If there’s only one option, how can we know it is the right one for us? It seems more like a philosophical debate, but actually, there are many recurrent situations in which a company needs to answer these kinds of questions. Today, I’ll present you a real case in which data science helped us understand if we made a good decision without running an experiment.
Wildlife Studios is the first video game company I’ve ever worked for. It’s fun and challenging — not only because of the magic of the games but also the magic of advertising. Have you ever thought about all the things that happen behind the advertising videos that appear when you play a mobile game? Many things happen, and they are exciting.
What is an SDK?
SDKs (Software Development Kit) are packages of code that fulfill particular parts of an app’s functionality. In general, in the mobile industry, effectively reaching users with an ad relies on a specific SDK responsible for connecting the app with the advertising market. Part of the action and my work occurs when this software needs to be improved.
For that, a new version is created, tested, and finally deployed on production. But even after testing it many times, we may still wonder whether the latest version is indeed better than the old one. Even when we are sure it is better, we still want to know how much better it is.
A/B Testing and SDKs
Usually, when this type of question arises, data science answers them through experimentation, for example, designing an A/B test. In this case, we could release the new SDK for some randomly chosen users (treatment group) and keep the rest of them with the old version (control group). Then we would compare our performance in the new SDK group versus the old SDK group.
But in the app world, we can’t show different SDK versions for different users. Here’s when things get complicated because the A/B test is unfeasible.
You can argue that several versions can coexist at the same time because some users still have the old version, and you would be right. But it would be a mistake to simply compare the group of users who have the new version with those who have older versions. It’s easy to imagine a situation in which both groups aren’t comparable. For example, a user whose device has enough free storage space is more likely to have the latest version, while in the opposite case, may not. So, the direct comparison could introduce a bias in our analysis.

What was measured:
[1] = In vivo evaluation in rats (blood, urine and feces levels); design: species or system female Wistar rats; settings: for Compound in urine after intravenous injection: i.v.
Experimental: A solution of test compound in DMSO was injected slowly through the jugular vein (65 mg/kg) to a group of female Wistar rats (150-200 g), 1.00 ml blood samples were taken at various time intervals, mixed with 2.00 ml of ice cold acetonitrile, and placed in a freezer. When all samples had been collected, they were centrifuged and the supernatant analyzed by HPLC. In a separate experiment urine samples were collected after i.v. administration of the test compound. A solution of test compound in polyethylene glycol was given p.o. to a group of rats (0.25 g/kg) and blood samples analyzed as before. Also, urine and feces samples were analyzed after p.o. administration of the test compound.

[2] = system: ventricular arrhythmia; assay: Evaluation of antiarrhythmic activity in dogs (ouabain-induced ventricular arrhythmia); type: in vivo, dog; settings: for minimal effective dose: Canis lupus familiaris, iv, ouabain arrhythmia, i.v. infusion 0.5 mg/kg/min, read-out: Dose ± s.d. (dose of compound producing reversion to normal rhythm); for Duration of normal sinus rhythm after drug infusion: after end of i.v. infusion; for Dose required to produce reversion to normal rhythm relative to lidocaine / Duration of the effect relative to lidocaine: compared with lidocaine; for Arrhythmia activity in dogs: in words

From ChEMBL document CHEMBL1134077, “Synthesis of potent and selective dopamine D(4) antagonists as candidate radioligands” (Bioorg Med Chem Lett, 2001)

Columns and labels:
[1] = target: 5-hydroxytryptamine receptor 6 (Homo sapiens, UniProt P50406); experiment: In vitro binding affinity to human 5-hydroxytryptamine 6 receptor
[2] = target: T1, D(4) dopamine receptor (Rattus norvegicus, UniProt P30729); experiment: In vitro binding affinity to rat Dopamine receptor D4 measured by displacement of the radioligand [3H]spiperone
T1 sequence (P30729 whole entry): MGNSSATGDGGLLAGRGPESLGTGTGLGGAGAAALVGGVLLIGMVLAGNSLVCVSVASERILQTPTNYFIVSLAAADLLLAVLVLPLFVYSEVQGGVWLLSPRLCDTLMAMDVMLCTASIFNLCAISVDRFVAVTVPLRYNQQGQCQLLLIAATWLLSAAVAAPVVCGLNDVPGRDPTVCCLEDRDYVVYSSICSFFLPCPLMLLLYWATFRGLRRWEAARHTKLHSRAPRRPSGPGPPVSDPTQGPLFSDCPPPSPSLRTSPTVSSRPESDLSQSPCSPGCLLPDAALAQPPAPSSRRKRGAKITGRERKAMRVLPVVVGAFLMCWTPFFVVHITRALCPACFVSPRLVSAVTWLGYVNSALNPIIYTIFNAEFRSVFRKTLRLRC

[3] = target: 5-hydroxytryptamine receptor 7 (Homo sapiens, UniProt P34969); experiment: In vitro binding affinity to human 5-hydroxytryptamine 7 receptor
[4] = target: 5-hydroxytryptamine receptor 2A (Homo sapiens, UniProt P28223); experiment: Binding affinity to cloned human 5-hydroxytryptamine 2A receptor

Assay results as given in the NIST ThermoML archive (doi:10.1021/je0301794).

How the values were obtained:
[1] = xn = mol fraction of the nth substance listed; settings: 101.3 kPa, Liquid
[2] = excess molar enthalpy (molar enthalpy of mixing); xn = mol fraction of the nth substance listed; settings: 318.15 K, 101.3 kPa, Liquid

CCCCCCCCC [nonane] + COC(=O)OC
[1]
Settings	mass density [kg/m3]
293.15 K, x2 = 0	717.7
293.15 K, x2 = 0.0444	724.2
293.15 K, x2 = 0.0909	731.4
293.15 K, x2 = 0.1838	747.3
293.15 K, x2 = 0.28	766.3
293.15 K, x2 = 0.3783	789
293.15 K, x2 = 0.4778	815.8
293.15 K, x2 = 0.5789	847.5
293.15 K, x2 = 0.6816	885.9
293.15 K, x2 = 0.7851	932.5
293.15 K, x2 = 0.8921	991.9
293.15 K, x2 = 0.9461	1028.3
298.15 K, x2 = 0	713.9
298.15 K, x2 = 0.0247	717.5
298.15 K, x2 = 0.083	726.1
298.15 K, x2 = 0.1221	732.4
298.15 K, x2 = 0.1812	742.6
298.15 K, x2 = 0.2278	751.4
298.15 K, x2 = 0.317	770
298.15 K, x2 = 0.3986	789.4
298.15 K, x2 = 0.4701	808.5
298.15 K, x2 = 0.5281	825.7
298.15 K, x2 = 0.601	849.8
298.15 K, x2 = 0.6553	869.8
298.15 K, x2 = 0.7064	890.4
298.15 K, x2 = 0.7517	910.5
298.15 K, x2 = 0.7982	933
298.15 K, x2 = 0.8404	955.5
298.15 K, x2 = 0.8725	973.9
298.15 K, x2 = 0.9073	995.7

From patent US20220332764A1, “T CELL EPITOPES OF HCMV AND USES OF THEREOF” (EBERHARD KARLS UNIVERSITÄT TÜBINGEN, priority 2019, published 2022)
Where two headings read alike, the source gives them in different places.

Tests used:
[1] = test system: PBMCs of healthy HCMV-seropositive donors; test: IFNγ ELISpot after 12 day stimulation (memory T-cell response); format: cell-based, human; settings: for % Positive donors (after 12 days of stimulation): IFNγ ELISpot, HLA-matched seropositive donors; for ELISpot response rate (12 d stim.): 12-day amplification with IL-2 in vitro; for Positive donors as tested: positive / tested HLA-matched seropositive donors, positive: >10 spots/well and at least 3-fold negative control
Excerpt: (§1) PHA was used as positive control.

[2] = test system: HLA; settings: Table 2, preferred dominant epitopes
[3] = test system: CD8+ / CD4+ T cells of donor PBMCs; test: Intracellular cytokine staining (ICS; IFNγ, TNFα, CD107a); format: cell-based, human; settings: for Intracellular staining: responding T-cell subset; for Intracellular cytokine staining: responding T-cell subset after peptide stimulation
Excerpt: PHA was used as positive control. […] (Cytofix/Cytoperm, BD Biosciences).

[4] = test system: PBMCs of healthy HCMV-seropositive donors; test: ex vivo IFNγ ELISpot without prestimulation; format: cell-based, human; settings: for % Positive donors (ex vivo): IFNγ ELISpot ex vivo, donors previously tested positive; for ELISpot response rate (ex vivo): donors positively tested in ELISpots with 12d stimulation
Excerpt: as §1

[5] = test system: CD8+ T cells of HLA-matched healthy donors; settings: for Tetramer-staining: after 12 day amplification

How can we measure the releasing impact of a new SDK version?
The idea is to estimate what would have happened if we hadn’t changed the SDK version. There is no way to answer that question without proposing a counterfactual. A counterfactual is a situation that could have happened but did not really happen.
In this way, what has actually happened will be our treatment group, whereas the counterfactual will represent our control group. Then we can compare both cases and draw conclusions about the effect of the version change.
A more technical approach
Maybe, the most straightforward reasoning is to suppose that nothing would have changed if we had not changed anything. Let’s imagine that we are in a case where our metric of interest is always approximately within the same values. As we can see in the following diagram, it would be reasonable to think that the metric would have kept its value in the absence of changes.
But now imagine that the metric had a positive trend over time. It would be a mistake to propose a counterfactual that simply replicates what happened in the previous period. As we can see in the following example, the comparison with the counterfactual would overestimate the impact of our new version.
So to improve our estimate of the counterfactual situation, we should consider those pre-existing elements that somehow governed the evolution of the metric. These would be, mainly, the trend, the cycles, and the seasonality of this series. A counterfactual that includes these elements would give us a reasonable basis for measuring the impact of our intervention.
However, it is not that simple because although we are now in a much more comparable situation, unexpected factors may affect our inference. For example, there can be abrupt but perhaps temporary drops in some big buyers (adnets).
In that case, something that can help us is to analyze what happens with other games which don’t use our new version yet and build a more robust counterfactual in the face of those unexpected events.